Growing Brussels sprouts

Brassica sp. : Brassicaceae / the mustard or cabbage family

Jan F M A M J J A S O N Dec
    S                  
        T              
        P              

(Best months for growing Brussels sprouts in USA - Zone 5a regions)

  • S = Plant undercover in seed trays
  • T = Plant out (transplant) seedlings
  • P = Sow seed
  • Grow in seed trays, and plant out in 4-6 weeks. Sow seed at a depth approximately three times the diameter of the seed. Best planted at soil temperatures between 45°F and 86°F. (Show °C/cm)
  • Space plants: 18 - 24 inches apart
  • Harvest in 14-28 weeks. Pick sprouts when small. .
  • Compatible with (can grow beside): Dwarf (bush) beans, beets, celery, cucumber, onions, marigold, nasturtium, rhubarb, aromatic herbs (sage, dill, chamomile)
  • Avoid growing close to: Climbing (pole) beans, tomato, peppers (chili, capsicum), eggplant (aubergine), strawberry, mustard
  • Mature brussels sprouts
  • Young plant (CC BY-SA 3.0 WikiMedia)

Grown for its small (typically 2.5 cm diameter) leafy green buds, which resemble miniature cabbages.

BETTER IN COOLER AREAS.

Brussel Sprouts will not grow good "sprouts" in warm areas - they open and are floppy.

In warm areas they are likely to be infested with aphids Pick formed sprouts from the bottom of the stems leaving the plant growing. For winter use in very cold areas, dig up plants that have heads developed and set close together in a cold frame or cellar. Pack soil firmly round the roots. Keep cool but not freezing and they will continue to mature. (Planning an Idaho Vegetable Garden : Educational Communication online Publishing Catalog Gardening www.cals.uidaho.edu/ edComm/catalog.asp.)

Culinary hints - cooking and eating Brussels sprouts

Remove any discoloured outer leaves.
Cut in half and steam with other vegetables.
Do not overcook as that produces the distinctive smell that puts people off eating Brussels sprouts!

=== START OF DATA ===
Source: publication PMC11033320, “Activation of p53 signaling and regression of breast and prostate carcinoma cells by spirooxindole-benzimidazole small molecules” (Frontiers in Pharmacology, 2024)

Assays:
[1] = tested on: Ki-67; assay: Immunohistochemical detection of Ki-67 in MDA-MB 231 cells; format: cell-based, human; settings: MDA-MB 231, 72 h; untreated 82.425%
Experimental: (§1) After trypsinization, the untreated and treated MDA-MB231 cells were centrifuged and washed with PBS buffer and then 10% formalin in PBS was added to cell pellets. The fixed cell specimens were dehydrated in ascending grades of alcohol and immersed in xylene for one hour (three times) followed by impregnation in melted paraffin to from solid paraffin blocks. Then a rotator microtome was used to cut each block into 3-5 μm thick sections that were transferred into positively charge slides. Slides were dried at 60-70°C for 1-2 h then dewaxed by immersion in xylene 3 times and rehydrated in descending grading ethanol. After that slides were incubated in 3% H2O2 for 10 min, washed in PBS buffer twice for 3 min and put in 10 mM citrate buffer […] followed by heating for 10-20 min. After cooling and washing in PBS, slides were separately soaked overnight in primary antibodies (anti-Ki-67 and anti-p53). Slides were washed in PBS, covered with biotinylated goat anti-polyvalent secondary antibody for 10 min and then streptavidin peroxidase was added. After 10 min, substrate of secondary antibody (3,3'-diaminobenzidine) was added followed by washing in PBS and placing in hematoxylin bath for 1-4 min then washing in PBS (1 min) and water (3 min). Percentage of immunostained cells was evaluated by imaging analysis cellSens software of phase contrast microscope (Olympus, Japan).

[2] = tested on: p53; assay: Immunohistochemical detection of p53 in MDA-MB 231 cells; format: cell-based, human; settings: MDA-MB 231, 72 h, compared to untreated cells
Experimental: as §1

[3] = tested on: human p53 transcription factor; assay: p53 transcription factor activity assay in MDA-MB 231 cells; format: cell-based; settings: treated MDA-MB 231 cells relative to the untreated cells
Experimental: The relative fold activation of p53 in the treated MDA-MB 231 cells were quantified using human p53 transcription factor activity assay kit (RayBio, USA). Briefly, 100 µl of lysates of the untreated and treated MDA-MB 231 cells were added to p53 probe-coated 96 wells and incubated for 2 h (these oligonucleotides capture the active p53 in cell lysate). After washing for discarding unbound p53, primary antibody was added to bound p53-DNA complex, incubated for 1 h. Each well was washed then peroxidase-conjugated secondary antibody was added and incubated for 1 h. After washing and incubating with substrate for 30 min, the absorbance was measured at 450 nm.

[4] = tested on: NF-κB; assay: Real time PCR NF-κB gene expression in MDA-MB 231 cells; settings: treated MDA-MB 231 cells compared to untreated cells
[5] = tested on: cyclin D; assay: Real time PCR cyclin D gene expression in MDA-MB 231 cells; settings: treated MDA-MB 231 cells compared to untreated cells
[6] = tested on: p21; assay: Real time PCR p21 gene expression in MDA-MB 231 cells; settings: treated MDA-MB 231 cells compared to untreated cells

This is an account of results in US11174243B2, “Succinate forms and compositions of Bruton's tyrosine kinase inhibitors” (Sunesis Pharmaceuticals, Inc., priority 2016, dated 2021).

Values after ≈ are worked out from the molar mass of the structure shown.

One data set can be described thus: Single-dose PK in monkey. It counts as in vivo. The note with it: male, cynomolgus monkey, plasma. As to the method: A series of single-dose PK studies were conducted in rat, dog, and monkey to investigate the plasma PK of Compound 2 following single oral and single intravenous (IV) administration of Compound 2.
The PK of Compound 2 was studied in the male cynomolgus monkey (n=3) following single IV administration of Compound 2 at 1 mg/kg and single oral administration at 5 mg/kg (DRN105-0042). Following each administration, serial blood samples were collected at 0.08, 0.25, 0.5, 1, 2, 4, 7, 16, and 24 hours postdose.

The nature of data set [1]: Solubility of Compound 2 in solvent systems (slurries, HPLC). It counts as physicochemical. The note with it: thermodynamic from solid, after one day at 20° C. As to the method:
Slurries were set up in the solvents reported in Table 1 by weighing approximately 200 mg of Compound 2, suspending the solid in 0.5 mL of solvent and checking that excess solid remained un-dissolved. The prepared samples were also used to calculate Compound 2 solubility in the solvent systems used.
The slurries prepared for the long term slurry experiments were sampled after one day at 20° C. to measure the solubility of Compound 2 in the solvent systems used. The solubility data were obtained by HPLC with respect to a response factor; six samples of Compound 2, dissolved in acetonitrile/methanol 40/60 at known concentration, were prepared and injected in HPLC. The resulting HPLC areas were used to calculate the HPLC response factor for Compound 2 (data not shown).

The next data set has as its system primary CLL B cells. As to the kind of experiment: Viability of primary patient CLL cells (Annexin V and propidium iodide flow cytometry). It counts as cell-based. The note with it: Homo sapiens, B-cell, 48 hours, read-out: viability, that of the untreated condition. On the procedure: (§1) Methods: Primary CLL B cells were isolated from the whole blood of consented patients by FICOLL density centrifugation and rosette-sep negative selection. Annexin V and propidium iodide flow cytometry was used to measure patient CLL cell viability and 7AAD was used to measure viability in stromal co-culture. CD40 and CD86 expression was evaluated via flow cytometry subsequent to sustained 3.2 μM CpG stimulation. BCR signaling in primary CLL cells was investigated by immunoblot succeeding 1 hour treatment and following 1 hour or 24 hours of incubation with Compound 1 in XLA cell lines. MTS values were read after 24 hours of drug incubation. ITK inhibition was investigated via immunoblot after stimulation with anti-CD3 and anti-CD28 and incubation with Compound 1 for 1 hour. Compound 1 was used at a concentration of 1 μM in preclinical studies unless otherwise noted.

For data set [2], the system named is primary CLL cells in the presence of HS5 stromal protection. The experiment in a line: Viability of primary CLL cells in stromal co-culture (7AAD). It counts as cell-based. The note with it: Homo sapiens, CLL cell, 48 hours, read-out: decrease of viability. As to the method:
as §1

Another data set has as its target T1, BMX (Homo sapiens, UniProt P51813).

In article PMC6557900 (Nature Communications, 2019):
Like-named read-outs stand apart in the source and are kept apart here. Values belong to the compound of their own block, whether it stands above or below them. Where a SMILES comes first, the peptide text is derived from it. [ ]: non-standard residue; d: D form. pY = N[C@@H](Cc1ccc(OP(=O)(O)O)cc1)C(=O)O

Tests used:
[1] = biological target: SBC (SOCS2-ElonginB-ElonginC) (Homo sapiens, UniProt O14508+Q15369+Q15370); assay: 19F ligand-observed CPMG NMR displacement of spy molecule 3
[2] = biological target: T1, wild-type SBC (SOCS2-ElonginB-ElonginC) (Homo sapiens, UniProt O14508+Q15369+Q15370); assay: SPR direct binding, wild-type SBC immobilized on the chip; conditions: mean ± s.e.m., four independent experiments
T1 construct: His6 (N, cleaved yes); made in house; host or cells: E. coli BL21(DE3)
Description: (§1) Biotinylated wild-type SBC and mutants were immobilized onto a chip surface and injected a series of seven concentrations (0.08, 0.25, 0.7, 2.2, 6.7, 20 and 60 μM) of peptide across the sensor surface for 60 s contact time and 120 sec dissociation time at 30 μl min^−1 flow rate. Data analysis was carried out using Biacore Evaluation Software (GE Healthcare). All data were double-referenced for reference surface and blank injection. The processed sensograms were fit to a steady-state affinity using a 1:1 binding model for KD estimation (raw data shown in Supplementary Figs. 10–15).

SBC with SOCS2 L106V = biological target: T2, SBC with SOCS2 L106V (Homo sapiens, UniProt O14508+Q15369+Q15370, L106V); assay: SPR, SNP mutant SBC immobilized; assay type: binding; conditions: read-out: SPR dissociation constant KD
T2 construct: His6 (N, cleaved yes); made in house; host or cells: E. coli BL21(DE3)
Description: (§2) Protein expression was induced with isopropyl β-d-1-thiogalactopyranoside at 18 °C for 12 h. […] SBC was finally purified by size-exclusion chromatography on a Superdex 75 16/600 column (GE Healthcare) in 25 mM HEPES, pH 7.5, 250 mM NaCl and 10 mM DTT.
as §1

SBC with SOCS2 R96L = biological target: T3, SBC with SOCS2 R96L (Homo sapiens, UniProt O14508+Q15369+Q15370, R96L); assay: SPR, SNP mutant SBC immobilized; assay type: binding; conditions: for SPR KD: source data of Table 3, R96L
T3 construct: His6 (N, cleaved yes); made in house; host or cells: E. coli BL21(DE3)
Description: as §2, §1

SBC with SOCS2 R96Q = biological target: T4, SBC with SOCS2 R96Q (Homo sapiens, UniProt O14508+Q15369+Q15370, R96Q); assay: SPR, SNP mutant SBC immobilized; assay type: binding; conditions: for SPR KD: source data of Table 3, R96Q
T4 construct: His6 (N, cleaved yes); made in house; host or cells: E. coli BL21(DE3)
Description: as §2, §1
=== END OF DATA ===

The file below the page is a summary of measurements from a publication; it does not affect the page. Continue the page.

They go well with a chopped tomato and onion mix.
Traditionally served with roasted chestnuts for Xmas dinner in UK.

Your comments and tips

31 Dec 22, Michael (New Zealand - temperate climate)
When is the best month to plant young Brussel sprouts plants so they mature in the colder weather?I am in Auckland
21 Dec 22, Karen (Australia - sub-tropical climate)
We have had Brussels sprouts growing in the community garden, would be better to plant them in cooler months or plant them just before the cooler months so we can harvest them. Brassicaceae same as cabbage and Broccoli, cauliflower to avoid the cabbage moth from eating the leaves? we don't like to use chemical sprays. All natural.
05 Dec 22, Raymond Stroud (Australia - tropical climate)
Not a listing for thailand but it's hot and dry most of the year Can sprouts be grown here, im not sure but I would like to try Any advice that could help appreciated
14 Dec 22, (Australia - sub-tropical climate)
They need cool/cold weather.
27 Nov 22, Donald Herster Green (USA - Zone 6b climate)
when to put out brussel sprout transplants in zone 6b
16 Nov 22, brian hoare (Australia - cool/mountain climate)
When is a good time to grow brussels sprouts in cool climate from seeds to avoid hot weather?
17 Nov 22, (Australia - sub-tropical climate)
Check the planting guide here for your climate zone.
03 May 22, kathy (USA - Zone 9a climate)
I planted my brussel sprouts in the fall and they haven't produced any brussel sprouts, only stalk and leaves. They are still in the ground. I used 8-8-8 fertilizer. Do I need to use a different fertilizer?
05 May 22, Anonymous (USA - Zone 9a climate)
Gardenate advises plant in SEPT. They need cool or cold weather for best results.
06 Feb 22, Novene Manley (USA - Zone 8b climate)
First time growing Brussel Sprouts. Is it o.k. to cut off the larger outer leaves if they are yellowed or otherwise damaged? Will that affect the sprouts in any way?
Showing 1 - 10 of 181 comments

First time growing Brussel Sprouts. Is it o.k. to cut off the larger outer leaves if they are yellowed or otherwise damaged? Will that affect the sprouts in any way?

- Novene Manley

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This planting guide is a general reference intended for home gardeners. We recommend that you take into account your local conditions in making planting decisions. Gardenate is not a farming or commercial advisory service. For specific advice, please contact your local plant suppliers, gardening groups, or agricultural department. The information on this site is presented in good faith, but we take no responsibility as to the accuracy of the information provided.
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